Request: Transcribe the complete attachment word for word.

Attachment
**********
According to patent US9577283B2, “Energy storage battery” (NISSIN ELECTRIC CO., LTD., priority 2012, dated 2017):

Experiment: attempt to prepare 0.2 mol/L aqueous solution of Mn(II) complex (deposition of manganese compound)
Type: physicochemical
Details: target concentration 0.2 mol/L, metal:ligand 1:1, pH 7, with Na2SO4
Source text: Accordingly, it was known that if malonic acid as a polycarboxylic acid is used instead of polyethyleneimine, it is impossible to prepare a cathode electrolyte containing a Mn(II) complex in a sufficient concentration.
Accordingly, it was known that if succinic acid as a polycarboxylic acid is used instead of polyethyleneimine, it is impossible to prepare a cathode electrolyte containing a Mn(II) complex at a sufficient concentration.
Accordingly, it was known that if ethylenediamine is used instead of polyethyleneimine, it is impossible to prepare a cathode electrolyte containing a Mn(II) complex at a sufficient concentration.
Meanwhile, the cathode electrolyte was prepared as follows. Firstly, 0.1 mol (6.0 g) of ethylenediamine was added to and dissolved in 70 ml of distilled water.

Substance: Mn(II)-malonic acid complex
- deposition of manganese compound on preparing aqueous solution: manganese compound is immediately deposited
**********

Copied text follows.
According to patent US9577283B2, “Energy storage battery” (NISSIN ELECTRIC CO., LTD., priority 2012, dated 2017):

Experiment: attempt to prepare 0.2 mol/L aqueous solution of Mn(II) complex (deposition of manganese compound)
Type: physicochemical
Details: target concentration 0.2 mol/L, metal:ligand 1:1, pH 7, with Na2SO4
Source text: Accordingly, it was known that if malonic acid as a polycarboxylic acid is used instead of polyethyleneimine, it is impossible to prepare a cathode electrolyte containing a Mn(II) complex in a sufficient concentration.
Accordingly, it was known that if succinic acid as a polycarboxylic acid is used instead of polyethyleneimine, it is impossible to prepare a cathode electrolyte containing a Mn(II) complex at a sufficient concentration.
Accordingly, it was known that if ethylenediamine is used instead of polyethyleneimine, it is impossible to prepare a cathode electrolyte containing a Mn(II) complex at a sufficient concentration.
Meanwhile, the cathode electrolyte was prepared as follows. Firstly, 0.1 mol (6.0 g) of ethylenediamine was added to and dissolved in 70 ml of distilled water.

Substance: Mn(II)-malonic acid complex
- deposition of manganese compound on preparing aqueous solution: manganese compound is immediately deposited